- Ryder Cup
Americans target 'Postman' Poulter
The Ryder Cup gets underway at Medinah Country Club on September 28. ESPN will have extensive coverage of the event - including interactive text commentary, reports and reaction - for all three days.
Steve Stricker has singled out Ian Poulter as the man every American wants to beat when Europe mount the defence of the Ryder Cup at Medinah.
Stricker, playing in his third Ryder Cup, would gladly accept points against any member of the European team, but it is Poulter's relish for the competition and extrovert celebrations that make losing to the Englishman in Chicago such an ugly prospect.
"I like to compete and I like to win - doesn't matter who it is," said Stricker, who lost to Poulter twice in Valhalla. "But when it comes down to playing Ian Poulter in the Ryder Cup, I don't want to lose to him.
"When he yells and screams, they [Poulter's eyes] bug out - that's why you want to beat him," Stricker explained. "He's a big-time competitor. You can tell he's working hard to beat you. And when you come across a guy who really wants to beat you, you really want to beat him."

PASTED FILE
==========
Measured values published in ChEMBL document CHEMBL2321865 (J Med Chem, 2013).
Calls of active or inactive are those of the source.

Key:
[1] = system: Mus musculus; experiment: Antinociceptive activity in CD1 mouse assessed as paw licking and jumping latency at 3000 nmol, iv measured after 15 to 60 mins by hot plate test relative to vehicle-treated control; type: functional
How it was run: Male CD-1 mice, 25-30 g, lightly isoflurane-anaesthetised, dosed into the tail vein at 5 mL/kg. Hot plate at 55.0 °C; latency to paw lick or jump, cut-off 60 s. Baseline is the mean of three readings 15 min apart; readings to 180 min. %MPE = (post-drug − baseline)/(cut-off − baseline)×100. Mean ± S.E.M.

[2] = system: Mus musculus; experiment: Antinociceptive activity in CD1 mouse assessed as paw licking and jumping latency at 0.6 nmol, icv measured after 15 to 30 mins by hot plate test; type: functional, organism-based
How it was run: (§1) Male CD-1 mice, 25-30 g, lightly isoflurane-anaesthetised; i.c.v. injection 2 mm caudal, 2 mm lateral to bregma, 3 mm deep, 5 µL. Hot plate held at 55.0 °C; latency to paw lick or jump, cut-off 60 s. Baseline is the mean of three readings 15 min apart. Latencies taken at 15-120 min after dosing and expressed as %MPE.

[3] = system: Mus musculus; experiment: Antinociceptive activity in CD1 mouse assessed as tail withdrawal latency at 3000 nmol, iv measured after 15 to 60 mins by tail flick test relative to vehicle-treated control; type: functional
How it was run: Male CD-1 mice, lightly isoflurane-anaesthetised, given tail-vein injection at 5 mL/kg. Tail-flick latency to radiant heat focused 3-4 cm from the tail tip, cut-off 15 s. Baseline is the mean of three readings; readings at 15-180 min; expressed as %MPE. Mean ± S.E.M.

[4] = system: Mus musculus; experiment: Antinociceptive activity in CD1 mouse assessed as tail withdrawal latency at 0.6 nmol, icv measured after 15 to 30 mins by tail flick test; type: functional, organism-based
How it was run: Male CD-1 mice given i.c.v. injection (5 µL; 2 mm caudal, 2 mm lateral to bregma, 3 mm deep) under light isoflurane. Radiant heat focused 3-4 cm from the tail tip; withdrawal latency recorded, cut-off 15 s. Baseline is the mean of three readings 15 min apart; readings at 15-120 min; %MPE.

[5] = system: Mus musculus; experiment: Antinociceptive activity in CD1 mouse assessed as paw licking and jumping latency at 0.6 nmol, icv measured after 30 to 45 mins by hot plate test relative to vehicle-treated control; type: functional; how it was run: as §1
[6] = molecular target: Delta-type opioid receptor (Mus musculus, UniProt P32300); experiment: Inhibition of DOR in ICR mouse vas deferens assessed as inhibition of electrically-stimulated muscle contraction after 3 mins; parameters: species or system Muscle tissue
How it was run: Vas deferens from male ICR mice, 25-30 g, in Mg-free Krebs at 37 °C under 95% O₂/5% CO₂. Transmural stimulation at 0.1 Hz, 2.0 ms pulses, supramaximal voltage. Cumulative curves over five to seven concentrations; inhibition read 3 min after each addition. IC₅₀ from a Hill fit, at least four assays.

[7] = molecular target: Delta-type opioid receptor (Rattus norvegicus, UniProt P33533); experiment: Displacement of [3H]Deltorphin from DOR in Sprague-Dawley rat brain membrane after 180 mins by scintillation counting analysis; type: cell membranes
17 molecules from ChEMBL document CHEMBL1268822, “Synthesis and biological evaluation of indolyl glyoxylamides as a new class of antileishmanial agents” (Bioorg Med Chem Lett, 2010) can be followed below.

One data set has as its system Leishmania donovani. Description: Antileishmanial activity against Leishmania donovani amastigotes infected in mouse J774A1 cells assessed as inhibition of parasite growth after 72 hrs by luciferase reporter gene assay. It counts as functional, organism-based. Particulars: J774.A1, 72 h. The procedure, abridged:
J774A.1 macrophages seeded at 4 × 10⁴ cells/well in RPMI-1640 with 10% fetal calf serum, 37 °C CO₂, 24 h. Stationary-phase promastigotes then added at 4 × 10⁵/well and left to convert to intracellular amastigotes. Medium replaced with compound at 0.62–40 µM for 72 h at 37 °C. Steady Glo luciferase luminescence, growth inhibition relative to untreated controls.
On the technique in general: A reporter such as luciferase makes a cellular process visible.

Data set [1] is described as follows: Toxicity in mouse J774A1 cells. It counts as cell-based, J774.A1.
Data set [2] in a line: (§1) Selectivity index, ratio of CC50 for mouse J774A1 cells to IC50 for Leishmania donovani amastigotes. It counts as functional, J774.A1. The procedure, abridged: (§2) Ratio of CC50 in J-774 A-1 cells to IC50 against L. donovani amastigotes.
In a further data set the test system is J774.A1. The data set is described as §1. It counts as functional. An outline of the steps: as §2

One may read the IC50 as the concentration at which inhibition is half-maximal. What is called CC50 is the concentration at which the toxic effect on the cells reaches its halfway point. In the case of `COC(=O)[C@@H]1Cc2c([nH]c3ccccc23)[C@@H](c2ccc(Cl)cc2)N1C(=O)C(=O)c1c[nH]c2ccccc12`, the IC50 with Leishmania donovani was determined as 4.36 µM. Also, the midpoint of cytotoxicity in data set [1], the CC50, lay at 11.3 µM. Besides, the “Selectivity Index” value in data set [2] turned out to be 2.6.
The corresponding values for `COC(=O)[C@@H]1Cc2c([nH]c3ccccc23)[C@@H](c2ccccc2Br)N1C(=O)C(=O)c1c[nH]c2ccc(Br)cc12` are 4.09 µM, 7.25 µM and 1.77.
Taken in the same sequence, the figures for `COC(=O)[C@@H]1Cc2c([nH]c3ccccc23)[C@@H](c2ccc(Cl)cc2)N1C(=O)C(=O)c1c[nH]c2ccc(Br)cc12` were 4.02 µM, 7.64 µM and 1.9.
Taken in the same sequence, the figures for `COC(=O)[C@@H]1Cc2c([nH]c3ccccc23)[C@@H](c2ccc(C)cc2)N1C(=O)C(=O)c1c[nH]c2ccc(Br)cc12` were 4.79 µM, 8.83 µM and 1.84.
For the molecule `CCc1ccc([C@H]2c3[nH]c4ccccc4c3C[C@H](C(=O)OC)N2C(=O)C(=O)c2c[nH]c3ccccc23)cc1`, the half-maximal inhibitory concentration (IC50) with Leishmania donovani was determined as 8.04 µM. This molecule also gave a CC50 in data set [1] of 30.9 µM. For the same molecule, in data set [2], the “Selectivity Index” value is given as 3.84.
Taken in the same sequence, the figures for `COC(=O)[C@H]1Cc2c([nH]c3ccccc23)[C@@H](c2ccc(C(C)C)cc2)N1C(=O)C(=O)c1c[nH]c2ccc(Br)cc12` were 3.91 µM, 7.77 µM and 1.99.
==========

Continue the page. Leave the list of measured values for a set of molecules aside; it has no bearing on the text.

For his part, Poulter knows his exuberant antics in Oakland Hills, Valhalla and Celtic Manor have made him a target and ruffled even Tiger Woods in the past, but they have also fired him to become something of a talisman for the European team.
Nicknamed 'the Postman', a tongue-in-cheek reference to his bold claim that he would "deliver" his point in the singles before taking to the course to beat Matt Kuchar 5&4 two years ago as Europe regained the Ryder Cup, Poulter believes it is this passion that makes the Ryder Cup such a compelling competition.
"The Americans want to kick my a**," Poulter told the Telegraph. "People ask me why the Ryder Cup seems to suit me so much. If you look at my match play record it's pretty good. I have won both versions of the World Matchplay. One of my strengths is my putting and that is big in match play.
"Some people have told me it's because I'm a frustrated footballer and although I don't feel like one, maybe there is something in it as I was told when I was young that I wasn't good enough and had to go looking for something else.
"I was always passionate about playing football - in football you show more emotion in 10 minutes than you do in a whole week of a normal golf tournament. So yeah, maybe that does have something to do with my Ryder Cup fascination. It's the one place a golfer can totally interact with the fans."